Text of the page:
Silent Children by Ramsey Campbell
Spooky Old Mr. Woolie.
The name sounds like something children would make up to scare each other at sleepovers--a new Bloody Mary, perhaps. But in the English hamlet of Jericho Close, he's all too real of a monster, a home contractor whose horrible crimes come to light in the days immediately following his death. Dead children were found buried beneath the floors of the homes that he had been paid to renovate, sending shockwaves all throughout the community.
The first body was discovered in the home of Leslie and Ian, she the owner of a classical music store and he her troubled and delinquent teenage son, both still coping with a recent divorce. There are many bodies found, and many families affected, but these are the two that the story focuses on.
After a number of failed attempts to sell the house, they resign themselves to accepting its sick history. But, hounded as they are by the media and other locals, Leslie decides she may feel safer if there was a man in the house once again. This role is filled by boarder Jack Lamb, an American horror novelist living abroad to research his next book. As expected, Ian quickly looks to him as a father figure and Leslie quickly looks to him as a lover.
But there are a number of things that they don't know about Jack Lamb, and a number of things that they don't know about Mr. Woolie, either. But the truth starts to break the surface when another girl goes missing--this time, one that Leslie and Ian are intimately connected to.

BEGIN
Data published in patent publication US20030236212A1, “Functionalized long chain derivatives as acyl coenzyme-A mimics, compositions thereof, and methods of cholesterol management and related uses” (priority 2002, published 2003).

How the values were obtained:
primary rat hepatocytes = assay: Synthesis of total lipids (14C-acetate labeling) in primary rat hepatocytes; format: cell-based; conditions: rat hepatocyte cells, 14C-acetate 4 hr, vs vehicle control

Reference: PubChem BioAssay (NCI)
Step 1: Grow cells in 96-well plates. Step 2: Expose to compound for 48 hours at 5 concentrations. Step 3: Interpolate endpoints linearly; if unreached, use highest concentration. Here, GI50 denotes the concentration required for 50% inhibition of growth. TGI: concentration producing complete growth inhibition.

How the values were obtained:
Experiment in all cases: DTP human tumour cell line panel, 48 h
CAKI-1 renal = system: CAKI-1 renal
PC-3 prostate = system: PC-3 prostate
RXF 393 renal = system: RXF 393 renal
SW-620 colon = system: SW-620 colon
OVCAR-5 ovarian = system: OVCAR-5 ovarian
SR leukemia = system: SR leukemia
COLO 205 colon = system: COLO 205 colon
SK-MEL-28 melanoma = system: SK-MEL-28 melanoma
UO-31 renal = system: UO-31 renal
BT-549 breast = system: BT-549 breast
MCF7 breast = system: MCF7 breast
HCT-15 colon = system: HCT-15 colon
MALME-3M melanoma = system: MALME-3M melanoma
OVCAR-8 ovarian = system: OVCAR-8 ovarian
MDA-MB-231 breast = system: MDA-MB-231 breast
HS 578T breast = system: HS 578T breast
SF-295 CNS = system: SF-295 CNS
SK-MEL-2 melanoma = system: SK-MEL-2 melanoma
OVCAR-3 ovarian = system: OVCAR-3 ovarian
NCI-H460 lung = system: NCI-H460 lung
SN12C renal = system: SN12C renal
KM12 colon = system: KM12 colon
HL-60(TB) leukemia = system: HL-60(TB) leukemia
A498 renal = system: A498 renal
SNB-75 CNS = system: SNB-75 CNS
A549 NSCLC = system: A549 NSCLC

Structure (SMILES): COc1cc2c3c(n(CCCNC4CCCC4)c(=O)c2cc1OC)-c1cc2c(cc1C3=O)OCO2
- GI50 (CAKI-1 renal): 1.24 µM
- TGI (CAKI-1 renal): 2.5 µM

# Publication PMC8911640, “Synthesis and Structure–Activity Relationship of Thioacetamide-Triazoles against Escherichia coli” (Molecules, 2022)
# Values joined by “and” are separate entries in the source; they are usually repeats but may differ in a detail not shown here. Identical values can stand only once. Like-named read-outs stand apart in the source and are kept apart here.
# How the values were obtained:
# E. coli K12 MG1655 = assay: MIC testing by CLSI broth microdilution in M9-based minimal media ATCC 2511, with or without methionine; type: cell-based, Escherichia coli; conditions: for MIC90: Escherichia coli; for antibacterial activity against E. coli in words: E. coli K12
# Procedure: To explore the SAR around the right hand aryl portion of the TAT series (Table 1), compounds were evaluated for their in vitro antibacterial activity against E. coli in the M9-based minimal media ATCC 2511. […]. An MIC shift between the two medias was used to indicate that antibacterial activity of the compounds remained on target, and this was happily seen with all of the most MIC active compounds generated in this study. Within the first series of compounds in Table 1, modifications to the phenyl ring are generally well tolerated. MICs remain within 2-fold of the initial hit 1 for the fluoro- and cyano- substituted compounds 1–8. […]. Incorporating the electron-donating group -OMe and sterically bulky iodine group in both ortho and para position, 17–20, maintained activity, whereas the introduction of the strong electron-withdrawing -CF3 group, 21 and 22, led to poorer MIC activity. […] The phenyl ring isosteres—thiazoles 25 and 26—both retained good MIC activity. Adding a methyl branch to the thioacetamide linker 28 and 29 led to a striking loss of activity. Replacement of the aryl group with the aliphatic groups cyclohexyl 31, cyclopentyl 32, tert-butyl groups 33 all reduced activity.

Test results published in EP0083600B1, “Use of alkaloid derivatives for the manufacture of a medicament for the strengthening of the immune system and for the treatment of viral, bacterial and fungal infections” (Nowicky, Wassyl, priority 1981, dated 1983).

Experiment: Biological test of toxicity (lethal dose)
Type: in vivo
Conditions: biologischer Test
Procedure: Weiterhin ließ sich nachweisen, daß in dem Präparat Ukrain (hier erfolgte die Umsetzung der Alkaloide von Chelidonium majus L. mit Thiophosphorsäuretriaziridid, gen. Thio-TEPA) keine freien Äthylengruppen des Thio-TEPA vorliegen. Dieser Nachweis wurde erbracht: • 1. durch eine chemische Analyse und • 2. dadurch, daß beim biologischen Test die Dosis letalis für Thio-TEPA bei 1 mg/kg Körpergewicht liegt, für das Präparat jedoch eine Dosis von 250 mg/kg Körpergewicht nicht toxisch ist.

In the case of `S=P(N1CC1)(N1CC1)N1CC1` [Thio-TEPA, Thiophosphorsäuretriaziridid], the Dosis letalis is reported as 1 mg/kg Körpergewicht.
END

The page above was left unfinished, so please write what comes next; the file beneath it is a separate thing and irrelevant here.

What this story is really about is tragedy and violence, not the act itself, but the repercussions that the act has for the guilty, the victims, and the innocent alike. As such, it is not a balls-out horror, but rather low-key and soft-spoken--whispers, really, about terrible things. This goes hand-in-hand with its lineage. It has a very British feel to it, and seems almost to be screaming for BBC screentime in its classic sense--grainy celluloid and low, low production values included. With the introduction of Jack Lamb, there are hints of Americanism, but they prove to be just as false as he is.
All in all, it was a decent story, and although I appreciate what the author was trying to accomplish, I simply could not find myself enjoying it nearly as much as critics seem to think that I should. Understated horror is fine, but sometimes you have to get off of your tip-toes and make a real charge at it. Maybe its an American thing--maybe like certain foods, the distinguished British brand of terror is something you have to learn to enjoy, blood pudding for the literary set. I'm willing to accept that possibility.
I mean, I'm American. I don't like Poirot either.